It’s fascinating when you think about it: medicine as an academic field is incredibly innovative, but as a profession it’s very resistant to change. We still run hospitals the way we have for hundreds of years, but the procedures that happen inside those buildings are completely unrecognizable. There is a resistance to change in the German healthcare system in particular, and it’s imperative that we take proactive steps in building momentum towards a better healthcare system for all Germans.
Populations around the western world are aging, and Germany is no exception. According to its Federal Statistical Office, there will be nearly 10 million people in Germany aged 80 or over in 2050, compared to 4.4 million in 2013. Even within an efficient and well-resourced healthcare system, innovation and digitization will be the key to long-term sustainability and dealing with this kind of change. Developments in diagnosis and imaging, connected care and patient data management promise to help maintain and even raise the already high standards of the German system, as well as ensuring the population continues to enjoy broad access to the care it needs.
Winning hearts and minds
Countries like Estonia are often cited as a model for healthcare digitization, but it’s one that’s incredibly difficult for Germany to follow. Estonia was an early adopter of digitization, and due to the country’s size and lack of advanced infrastructure at the time, it was able to ‘leapfrog’ other countries and quickly adopt digital technology in all parts of society, including healthcare. Germany, with its long-established healthcare system, is a far more complex proposition that means digitization is inherently more difficult and costly.
However, while systemic complexity is certainly an issue, it is often overplayed by those seeking to explain why Germany has been slower to adopt healthcare technology innovations. The attitudes and interests of healthcare professionals (HCPs) are often a big brake on progress, and need to be more of a focus.
We need to shift the terms of the argument, presenting new technologies like EHRs to healthcare professionals as vital tools that they need by default to practice their profession
For example, everyone you talk to at the C-suite, academic or policy level will agree electronic health records (EHRs) are a great idea, but when you talk to HCPs at the front lines, the picture is different. From a general practitioner’s perspective, EHRs can sound like more responsibility, more administration, and more time taken away from working with patients. These are of course misconceptions, but the responsibility is on the government, technology providers and payers to prove the value of these technologies.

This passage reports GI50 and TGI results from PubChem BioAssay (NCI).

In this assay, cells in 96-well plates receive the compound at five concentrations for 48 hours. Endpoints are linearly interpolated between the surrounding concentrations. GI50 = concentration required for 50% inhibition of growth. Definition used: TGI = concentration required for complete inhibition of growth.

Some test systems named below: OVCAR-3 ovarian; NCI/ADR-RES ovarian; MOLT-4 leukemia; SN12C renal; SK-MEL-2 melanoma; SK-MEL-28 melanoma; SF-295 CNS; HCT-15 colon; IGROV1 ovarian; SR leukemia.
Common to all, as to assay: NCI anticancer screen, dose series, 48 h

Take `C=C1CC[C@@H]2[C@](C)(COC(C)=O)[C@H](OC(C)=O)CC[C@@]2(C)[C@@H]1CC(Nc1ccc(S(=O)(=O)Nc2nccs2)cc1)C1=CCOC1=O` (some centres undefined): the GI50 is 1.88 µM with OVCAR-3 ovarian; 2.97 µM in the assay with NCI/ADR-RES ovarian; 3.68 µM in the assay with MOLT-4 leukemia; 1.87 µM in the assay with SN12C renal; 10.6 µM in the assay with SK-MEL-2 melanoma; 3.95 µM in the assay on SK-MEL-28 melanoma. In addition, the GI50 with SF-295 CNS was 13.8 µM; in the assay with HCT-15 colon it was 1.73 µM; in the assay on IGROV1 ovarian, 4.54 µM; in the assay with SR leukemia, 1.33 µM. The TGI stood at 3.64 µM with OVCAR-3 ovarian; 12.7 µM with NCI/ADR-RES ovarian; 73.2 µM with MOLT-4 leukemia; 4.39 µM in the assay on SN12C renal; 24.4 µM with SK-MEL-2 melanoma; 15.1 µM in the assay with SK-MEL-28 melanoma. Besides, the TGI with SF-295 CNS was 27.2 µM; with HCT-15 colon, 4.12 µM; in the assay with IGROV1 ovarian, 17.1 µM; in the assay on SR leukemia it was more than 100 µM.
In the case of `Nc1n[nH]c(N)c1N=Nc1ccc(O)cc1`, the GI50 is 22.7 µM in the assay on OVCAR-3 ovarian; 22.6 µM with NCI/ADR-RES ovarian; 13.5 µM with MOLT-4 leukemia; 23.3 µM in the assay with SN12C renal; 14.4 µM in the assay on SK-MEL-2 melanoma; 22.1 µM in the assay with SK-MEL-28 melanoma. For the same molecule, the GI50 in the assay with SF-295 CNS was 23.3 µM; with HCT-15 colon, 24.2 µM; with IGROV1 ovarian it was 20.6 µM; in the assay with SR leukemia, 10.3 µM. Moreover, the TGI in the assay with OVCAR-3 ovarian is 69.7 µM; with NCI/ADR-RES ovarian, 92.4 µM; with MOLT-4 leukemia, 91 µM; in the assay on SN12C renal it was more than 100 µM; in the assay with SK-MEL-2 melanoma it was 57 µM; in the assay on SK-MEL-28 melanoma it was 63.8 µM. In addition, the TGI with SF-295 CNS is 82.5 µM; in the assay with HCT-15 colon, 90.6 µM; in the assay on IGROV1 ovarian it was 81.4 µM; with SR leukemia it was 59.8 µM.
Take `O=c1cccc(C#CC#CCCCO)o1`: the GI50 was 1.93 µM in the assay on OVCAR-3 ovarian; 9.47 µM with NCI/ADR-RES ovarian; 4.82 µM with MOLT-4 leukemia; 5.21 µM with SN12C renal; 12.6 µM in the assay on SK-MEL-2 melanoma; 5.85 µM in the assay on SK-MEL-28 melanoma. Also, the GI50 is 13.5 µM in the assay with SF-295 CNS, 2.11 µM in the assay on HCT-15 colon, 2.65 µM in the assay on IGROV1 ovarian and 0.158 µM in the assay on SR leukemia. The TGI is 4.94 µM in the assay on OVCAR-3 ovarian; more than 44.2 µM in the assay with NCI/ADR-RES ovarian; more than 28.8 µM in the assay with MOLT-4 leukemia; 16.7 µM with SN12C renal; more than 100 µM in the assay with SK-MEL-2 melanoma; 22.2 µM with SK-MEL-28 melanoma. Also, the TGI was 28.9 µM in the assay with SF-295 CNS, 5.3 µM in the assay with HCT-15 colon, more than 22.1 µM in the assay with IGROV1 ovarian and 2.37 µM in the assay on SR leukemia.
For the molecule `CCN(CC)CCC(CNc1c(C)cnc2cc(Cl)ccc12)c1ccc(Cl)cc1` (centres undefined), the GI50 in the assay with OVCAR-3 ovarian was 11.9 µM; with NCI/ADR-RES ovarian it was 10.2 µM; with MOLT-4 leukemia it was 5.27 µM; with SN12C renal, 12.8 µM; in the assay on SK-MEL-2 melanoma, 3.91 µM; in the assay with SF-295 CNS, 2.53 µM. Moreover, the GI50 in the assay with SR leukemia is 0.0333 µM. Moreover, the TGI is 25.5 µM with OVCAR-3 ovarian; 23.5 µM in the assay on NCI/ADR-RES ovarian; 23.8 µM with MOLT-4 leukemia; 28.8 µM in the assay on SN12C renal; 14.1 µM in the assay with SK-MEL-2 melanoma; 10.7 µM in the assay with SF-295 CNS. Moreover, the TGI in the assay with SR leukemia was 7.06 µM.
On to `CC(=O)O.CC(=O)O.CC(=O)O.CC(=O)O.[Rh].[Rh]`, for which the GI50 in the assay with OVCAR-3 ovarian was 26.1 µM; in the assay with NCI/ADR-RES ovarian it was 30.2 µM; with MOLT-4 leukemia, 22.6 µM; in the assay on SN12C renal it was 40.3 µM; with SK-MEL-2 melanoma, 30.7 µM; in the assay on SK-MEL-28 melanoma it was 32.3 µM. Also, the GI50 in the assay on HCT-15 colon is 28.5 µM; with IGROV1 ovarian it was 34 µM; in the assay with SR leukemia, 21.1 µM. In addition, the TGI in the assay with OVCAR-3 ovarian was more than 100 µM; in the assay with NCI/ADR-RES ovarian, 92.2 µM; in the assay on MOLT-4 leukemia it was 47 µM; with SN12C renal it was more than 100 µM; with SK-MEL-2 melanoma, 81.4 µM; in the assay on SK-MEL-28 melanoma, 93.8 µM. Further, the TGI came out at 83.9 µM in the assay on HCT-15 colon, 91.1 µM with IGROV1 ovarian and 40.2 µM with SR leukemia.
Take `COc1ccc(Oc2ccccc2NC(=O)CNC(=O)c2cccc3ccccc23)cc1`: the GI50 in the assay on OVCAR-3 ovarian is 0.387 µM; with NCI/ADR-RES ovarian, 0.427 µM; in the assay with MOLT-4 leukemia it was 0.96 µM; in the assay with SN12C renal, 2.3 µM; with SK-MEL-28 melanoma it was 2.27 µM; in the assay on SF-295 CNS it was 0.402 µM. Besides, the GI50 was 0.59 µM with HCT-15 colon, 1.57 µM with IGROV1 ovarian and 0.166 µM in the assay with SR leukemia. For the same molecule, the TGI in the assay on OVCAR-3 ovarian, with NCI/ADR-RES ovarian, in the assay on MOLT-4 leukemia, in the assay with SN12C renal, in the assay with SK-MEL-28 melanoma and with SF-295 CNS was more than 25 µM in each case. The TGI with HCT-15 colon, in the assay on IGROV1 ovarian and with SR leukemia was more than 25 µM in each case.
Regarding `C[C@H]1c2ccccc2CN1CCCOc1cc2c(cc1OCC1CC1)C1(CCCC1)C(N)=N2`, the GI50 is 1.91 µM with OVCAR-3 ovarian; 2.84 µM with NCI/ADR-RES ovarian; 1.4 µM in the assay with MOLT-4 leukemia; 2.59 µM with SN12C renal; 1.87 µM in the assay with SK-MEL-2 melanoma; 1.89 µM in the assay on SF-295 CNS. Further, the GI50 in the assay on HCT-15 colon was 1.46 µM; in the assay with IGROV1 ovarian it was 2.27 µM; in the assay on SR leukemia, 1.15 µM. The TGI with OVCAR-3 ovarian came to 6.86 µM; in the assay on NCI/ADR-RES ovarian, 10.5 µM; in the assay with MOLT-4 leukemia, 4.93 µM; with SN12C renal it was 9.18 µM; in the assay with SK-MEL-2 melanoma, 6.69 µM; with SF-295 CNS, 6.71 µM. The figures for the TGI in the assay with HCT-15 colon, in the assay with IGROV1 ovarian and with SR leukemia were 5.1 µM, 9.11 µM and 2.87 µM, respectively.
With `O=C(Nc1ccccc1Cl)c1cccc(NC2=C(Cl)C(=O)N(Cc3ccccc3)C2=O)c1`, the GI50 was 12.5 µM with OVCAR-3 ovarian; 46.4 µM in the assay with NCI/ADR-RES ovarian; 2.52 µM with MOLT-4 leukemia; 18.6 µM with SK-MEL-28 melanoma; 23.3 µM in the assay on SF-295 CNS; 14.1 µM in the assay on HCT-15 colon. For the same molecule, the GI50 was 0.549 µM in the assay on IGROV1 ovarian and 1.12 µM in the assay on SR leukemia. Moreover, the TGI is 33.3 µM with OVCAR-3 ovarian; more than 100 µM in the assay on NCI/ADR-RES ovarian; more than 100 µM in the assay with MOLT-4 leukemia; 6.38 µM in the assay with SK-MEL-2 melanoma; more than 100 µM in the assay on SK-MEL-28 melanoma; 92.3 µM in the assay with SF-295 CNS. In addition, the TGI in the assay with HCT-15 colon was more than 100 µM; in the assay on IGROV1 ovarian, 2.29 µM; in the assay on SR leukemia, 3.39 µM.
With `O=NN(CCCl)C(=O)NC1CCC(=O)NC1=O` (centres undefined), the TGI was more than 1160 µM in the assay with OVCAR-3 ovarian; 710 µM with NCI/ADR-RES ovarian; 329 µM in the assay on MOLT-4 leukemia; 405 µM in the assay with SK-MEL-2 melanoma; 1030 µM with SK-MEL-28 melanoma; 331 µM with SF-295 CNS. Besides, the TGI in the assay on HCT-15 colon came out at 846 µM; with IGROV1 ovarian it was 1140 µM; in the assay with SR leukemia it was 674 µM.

We need to shift the terms of the argument, presenting new technologies like EHRs to healthcare professionals as vital tools that they need by default to practice their profession, much like how those working in business see Microsoft Office as a key part of their professional lives.
An excess of short-termism?
Germany’s long-established way of providing healthcare has created an environment that many people are comfortable with. Patients have trust in the system, and insurers and HCPs find it easy to stay afloat financially. Against this backdrop, it’s easy to think that the everything is working just fine, but in fact no-one is incentivized to take a more long-term view.
None of the traditional players have anything to gain by changing the system. Consumers don’t change insurer or general practitioner frequently, and there is a widespread view that no matter what doctor or hospital you visit, the standard of service you receive will be the same. As a result, there is little financial or popular pressure on governments, insurers or HCPs to consider a more competition-friendly view.
But we do need to take that long-term view into account: as the median age of the German population edges upwards, it’s a question of when, not if, the demographic pressures become too much for the current system to bear.
There is cause for optimism, though. The healthcare technology sector itself is very strong in Germany and AI is a big topic at the moment. People are talking about how it can change the way doctors work, and there are lots of different pilot projects going on to test these new technologies and ensure we keep learning. What we need now is to capitalize on this early progress and move beyond piecemeal innovation towards something more planned and wide-ranging.
In Germany, the technology is there, the finance is there, but what is lacking is the real drive that says ‘we want to have a different kind of healthcare system.’
Education: the key to changing the technology debate
Broadly speaking, there are three things needed to change a healthcare system: technology, finance and the right attitude. In Germany, the technology is there, the finance is there, but what is lacking is the real drive that says “we want to have a different kind of healthcare system.”
In a way, the shortage of HCPs faced by Germany – and by many other European countries – will help drive uptake of health technology. With fewer doctors doing more work, we will have additional incentives to look more seriously at how technology can lighten the load. In Germany, finding more money is much easier than finding more nurses, for example.
Building this motivation will take years, and has to start with education. I teach at the Hannover Medical School, and our attitude is the more technology the better. It is our aim to train nurses, doctors and pharmacists to be comfortable with technology throughout the healthcare system, wherever there is primary care. Nurturing this attitude within the workforce will take years, even decades, but in the absence of a major shock to the system, this ‘bottom up’ approach is the best route for Germany to a more dynamic and innovative healthcare sector.